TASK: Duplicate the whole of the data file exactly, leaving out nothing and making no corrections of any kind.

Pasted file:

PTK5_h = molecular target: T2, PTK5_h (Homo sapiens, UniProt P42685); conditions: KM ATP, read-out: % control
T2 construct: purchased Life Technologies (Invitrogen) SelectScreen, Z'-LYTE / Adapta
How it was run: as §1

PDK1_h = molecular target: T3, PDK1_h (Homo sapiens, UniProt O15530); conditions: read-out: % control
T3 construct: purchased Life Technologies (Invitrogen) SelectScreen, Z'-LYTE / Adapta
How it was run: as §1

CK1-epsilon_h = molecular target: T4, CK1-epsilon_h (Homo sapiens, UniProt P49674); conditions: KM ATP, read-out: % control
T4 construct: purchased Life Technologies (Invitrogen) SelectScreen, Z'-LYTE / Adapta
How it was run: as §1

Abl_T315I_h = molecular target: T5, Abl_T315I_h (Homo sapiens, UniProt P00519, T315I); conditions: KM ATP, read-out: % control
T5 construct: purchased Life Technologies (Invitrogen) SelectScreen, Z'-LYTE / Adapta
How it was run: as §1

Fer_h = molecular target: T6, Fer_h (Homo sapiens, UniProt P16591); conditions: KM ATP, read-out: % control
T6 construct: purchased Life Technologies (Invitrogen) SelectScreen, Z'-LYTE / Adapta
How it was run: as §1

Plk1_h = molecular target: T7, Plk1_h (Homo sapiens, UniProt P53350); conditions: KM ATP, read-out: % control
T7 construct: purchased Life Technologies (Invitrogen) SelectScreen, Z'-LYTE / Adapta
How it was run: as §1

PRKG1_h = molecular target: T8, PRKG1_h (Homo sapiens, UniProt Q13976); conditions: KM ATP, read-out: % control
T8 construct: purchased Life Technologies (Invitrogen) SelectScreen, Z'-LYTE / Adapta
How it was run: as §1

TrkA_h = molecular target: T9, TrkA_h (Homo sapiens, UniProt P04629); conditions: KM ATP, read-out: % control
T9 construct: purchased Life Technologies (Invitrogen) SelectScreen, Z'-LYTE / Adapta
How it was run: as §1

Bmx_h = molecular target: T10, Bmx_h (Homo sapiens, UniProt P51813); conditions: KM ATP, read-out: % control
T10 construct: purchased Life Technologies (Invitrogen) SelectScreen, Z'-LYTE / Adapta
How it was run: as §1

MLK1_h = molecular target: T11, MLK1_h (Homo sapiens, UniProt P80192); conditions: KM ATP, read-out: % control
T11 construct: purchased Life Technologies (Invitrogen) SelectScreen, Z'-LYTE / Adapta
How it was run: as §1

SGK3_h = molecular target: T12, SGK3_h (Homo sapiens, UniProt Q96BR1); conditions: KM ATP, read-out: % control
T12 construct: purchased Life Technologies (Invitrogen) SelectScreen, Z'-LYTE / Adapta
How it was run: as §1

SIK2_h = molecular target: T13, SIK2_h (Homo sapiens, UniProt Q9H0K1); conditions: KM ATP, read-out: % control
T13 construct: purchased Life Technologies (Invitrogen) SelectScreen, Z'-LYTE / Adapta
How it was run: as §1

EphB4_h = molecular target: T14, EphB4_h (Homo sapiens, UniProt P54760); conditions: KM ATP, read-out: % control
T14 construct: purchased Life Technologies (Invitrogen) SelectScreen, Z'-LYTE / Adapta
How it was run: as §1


PTK5_h = molecular target: T2, PTK5_h (Homo sapiens, UniProt P42685); conditions: KM ATP, read-out: % control
T2 construct: purchased Life Technologies (Invitrogen) SelectScreen, Z'-LYTE / Adapta
How it was run: as §1

PDK1_h = molecular target: T3, PDK1_h (Homo sapiens, UniProt O15530); conditions: read-out: % control
T3 construct: purchased Life Technologies (Invitrogen) SelectScreen, Z'-LYTE / Adapta
How it was run: as §1

CK1-epsilon_h = molecular target: T4, CK1-epsilon_h (Homo sapiens, UniProt P49674); conditions: KM ATP, read-out: % control
T4 construct: purchased Life Technologies (Invitrogen) SelectScreen, Z'-LYTE / Adapta
How it was run: as §1

Abl_T315I_h = molecular target: T5, Abl_T315I_h (Homo sapiens, UniProt P00519, T315I); conditions: KM ATP, read-out: % control
T5 construct: purchased Life Technologies (Invitrogen) SelectScreen, Z'-LYTE / Adapta
How it was run: as §1

Fer_h = molecular target: T6, Fer_h (Homo sapiens, UniProt P16591); conditions: KM ATP, read-out: % control
T6 construct: purchased Life Technologies (Invitrogen) SelectScreen, Z'-LYTE / Adapta
How it was run: as §1

Plk1_h = molecular target: T7, Plk1_h (Homo sapiens, UniProt P53350); conditions: KM ATP, read-out: % control
T7 construct: purchased Life Technologies (Invitrogen) SelectScreen, Z'-LYTE / Adapta
How it was run: as §1

PRKG1_h = molecular target: T8, PRKG1_h (Homo sapiens, UniProt Q13976); conditions: KM ATP, read-out: % control
T8 construct: purchased Life Technologies (Invitrogen) SelectScreen, Z'-LYTE / Adapta
How it was run: as §1

TrkA_h = molecular target: T9, TrkA_h (Homo sapiens, UniProt P04629); conditions: KM ATP, read-out: % control
T9 construct: purchased Life Technologies (Invitrogen) SelectScreen, Z'-LYTE / Adapta
How it was run: as §1

Bmx_h = molecular target: T10, Bmx_h (Homo sapiens, UniProt P51813); conditions: KM ATP, read-out: % control
T10 construct: purchased Life Technologies (Invitrogen) SelectScreen, Z'-LYTE / Adapta
How it was run: as §1

MLK1_h = molecular target: T11, MLK1_h (Homo sapiens, UniProt P80192); conditions: KM ATP, read-out: % control
T11 construct: purchased Life Technologies (Invitrogen) SelectScreen, Z'-LYTE / Adapta
How it was run: as §1

SGK3_h = molecular target: T12, SGK3_h (Homo sapiens, UniProt Q96BR1); conditions: KM ATP, read-out: % control
T12 construct: purchased Life Technologies (Invitrogen) SelectScreen, Z'-LYTE / Adapta
How it was run: as §1

SIK2_h = molecular target: T13, SIK2_h (Homo sapiens, UniProt Q9H0K1); conditions: KM ATP, read-out: % control
T13 construct: purchased Life Technologies (Invitrogen) SelectScreen, Z'-LYTE / Adapta
How it was run: as §1

EphB4_h = molecular target: T14, EphB4_h (Homo sapiens, UniProt P54760); conditions: KM ATP, read-out: % control
T14 construct: purchased Life Technologies (Invitrogen) SelectScreen, Z'-LYTE / Adapta
How it was run: as §1